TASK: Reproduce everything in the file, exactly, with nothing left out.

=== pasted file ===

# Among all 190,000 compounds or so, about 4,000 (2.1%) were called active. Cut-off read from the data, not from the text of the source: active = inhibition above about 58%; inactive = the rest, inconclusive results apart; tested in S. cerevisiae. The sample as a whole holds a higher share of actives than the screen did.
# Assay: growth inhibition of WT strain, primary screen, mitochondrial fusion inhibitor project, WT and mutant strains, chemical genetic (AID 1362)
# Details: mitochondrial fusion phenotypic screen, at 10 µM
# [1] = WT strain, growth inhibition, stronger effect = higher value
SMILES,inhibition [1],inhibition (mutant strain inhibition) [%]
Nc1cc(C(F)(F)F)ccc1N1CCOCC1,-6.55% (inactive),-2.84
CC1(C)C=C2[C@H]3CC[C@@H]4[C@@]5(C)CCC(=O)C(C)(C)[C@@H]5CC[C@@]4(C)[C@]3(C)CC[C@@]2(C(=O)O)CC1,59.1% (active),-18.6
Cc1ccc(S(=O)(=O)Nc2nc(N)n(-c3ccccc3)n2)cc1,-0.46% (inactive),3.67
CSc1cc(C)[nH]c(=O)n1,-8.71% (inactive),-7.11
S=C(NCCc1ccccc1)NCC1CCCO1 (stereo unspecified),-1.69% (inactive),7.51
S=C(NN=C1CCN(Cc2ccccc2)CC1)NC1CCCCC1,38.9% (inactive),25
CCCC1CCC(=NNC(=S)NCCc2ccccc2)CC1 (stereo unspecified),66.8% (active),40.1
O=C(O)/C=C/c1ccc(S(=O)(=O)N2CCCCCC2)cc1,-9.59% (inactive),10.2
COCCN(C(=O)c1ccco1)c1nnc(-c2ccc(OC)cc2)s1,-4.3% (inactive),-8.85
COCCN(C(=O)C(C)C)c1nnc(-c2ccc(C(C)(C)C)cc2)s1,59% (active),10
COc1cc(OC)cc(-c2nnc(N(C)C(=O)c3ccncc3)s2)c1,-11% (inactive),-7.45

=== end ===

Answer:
# Among all 190,000 compounds or so, about 4,000 (2.1%) were called active. Cut-off read from the data, not from the text of the source: active = inhibition above about 58%; inactive = the rest, inconclusive results apart; tested in S. cerevisiae. The sample as a whole holds a higher share of actives than the screen did.
# Assay: growth inhibition of WT strain, primary screen, mitochondrial fusion inhibitor project, WT and mutant strains, chemical genetic (AID 1362)
# Details: mitochondrial fusion phenotypic screen, at 10 µM
# [1] = WT strain, growth inhibition, stronger effect = higher value
SMILES,inhibition [1],inhibition (mutant strain inhibition) [%]
Nc1cc(C(F)(F)F)ccc1N1CCOCC1,-6.55% (inactive),-2.84
CC1(C)C=C2[C@H]3CC[C@@H]4[C@@]5(C)CCC(=O)C(C)(C)[C@@H]5CC[C@@]4(C)[C@]3(C)CC[C@@]2(C(=O)O)CC1,59.1% (active),-18.6
Cc1ccc(S(=O)(=O)Nc2nc(N)n(-c3ccccc3)n2)cc1,-0.46% (inactive),3.67
CSc1cc(C)[nH]c(=O)n1,-8.71% (inactive),-7.11
S=C(NCCc1ccccc1)NCC1CCCO1 (stereo unspecified),-1.69% (inactive),7.51
S=C(NN=C1CCN(Cc2ccccc2)CC1)NC1CCCCC1,38.9% (inactive),25
CCCC1CCC(=NNC(=S)NCCc2ccccc2)CC1 (stereo unspecified),66.8% (active),40.1
O=C(O)/C=C/c1ccc(S(=O)(=O)N2CCCCCC2)cc1,-9.59% (inactive),10.2
COCCN(C(=O)c1ccco1)c1nnc(-c2ccc(OC)cc2)s1,-4.3% (inactive),-8.85
COCCN(C(=O)C(C)C)c1nnc(-c2ccc(C(C)(C)C)cc2)s1,59% (active),10
COc1cc(OC)cc(-c2nnc(N(C)C(=O)c3ccncc3)s2)c1,-11% (inactive),-7.45